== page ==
In Iran, the Interior Ministry investigates more than a million women every year for refusing to cover their heads. In 2014 several bareheaded young Iranian women posted a video of themselves dancing and singing to Pharrell Williams’s “Happy.” They were arrested for “hurting public chastity” and sentenced to a year in prison and 91 lashes. (The sentences were suspended contingent on three years of good behavior.)

Feminists and progressives have a habit of ignoring Islamism’s female victims, preferring to focus on phantom reports of Islamophobia in the West. Enormous attention has been paid to “burqa bans” in European countries. But how many readers have heard of Ms. Derakhshani?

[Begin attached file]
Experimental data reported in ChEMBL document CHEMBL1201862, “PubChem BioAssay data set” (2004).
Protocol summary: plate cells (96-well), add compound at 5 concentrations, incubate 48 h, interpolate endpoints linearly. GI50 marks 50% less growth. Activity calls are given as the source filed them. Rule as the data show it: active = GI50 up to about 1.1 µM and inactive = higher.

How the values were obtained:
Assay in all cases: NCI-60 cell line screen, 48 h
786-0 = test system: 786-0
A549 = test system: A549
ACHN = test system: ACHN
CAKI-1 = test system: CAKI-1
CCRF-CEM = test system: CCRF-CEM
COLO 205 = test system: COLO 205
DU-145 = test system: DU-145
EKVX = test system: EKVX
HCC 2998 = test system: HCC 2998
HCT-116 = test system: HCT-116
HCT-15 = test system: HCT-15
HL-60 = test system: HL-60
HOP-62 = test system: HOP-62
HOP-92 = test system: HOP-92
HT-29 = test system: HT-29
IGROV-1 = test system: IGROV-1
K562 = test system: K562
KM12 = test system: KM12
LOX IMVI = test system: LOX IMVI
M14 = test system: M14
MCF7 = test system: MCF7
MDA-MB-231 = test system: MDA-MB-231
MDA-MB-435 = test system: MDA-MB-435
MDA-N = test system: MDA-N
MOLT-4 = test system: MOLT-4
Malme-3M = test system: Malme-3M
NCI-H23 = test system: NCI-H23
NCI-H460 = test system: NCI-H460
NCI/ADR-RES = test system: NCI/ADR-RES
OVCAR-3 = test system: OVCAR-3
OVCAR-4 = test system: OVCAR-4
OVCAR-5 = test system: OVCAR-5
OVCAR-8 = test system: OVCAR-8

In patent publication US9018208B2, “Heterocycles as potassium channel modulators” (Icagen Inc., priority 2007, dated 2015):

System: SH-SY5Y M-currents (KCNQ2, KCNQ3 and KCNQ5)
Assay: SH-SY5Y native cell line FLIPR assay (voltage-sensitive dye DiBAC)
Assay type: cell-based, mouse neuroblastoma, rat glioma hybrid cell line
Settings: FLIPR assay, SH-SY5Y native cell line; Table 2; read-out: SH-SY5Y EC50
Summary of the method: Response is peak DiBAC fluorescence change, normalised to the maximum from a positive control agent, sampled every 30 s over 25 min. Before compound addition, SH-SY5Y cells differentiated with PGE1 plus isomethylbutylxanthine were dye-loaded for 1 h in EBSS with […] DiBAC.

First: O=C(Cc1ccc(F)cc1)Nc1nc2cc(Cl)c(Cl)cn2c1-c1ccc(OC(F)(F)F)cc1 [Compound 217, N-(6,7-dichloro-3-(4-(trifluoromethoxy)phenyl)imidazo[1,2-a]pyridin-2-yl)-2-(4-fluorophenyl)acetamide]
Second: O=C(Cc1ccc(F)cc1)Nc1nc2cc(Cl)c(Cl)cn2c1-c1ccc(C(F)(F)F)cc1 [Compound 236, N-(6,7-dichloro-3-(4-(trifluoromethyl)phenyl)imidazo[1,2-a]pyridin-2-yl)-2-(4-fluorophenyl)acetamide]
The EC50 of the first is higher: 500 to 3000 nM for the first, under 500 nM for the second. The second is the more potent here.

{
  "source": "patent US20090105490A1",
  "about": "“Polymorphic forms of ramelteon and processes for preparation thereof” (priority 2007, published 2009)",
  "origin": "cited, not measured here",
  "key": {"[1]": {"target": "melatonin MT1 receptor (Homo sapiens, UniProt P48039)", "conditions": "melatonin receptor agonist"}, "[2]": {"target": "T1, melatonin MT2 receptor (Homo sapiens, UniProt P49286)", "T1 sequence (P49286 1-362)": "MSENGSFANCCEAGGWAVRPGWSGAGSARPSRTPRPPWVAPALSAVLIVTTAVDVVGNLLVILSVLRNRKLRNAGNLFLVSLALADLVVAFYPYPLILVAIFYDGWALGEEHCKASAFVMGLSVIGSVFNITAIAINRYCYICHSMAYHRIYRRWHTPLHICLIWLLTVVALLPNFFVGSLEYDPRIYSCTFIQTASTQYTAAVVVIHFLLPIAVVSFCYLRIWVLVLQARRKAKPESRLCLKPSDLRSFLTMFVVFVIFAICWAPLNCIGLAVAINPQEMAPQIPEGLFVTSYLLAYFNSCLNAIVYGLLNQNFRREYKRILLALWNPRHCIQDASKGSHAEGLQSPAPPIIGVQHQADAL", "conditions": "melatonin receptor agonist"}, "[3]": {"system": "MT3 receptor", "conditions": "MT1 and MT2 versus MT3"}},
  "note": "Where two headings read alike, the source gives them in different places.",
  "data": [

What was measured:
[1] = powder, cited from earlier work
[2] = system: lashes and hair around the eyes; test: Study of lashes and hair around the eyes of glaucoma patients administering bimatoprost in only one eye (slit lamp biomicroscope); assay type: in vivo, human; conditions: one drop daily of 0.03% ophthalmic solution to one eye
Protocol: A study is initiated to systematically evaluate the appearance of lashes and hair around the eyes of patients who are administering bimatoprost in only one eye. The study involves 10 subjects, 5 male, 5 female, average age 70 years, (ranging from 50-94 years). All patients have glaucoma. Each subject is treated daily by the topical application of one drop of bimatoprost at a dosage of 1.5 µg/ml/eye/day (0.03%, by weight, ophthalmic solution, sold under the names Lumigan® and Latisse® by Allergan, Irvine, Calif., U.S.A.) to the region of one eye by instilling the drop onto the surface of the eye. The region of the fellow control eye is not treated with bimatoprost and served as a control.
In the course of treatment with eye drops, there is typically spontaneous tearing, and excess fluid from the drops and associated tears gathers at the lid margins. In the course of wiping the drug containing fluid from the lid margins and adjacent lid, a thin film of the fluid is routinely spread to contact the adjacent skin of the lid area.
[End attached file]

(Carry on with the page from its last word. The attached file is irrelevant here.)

Sweden claims it has a “feminist foreign policy,” yet during an official trip to Iran last month several female cabinet members covered their heads. How will Iranian women escape Islamism’s chokehold if European feminists submissively bow to men who refuse even to shake a woman’s hand?

Days before that state visit, an Islamic court in Iran’s Lorestan Province sentenced a man and woman to death by stoning for adultery. The Swedish feminists issued nary a peep in protest of this gross violation of human rights.

In the guise of cultural relativism, Western feminism appears to have evolved into a new kind of racism. The Universal Declaration of Human Rights seems not to apply to women in certain Islamic countries. CONTINUE AT SITE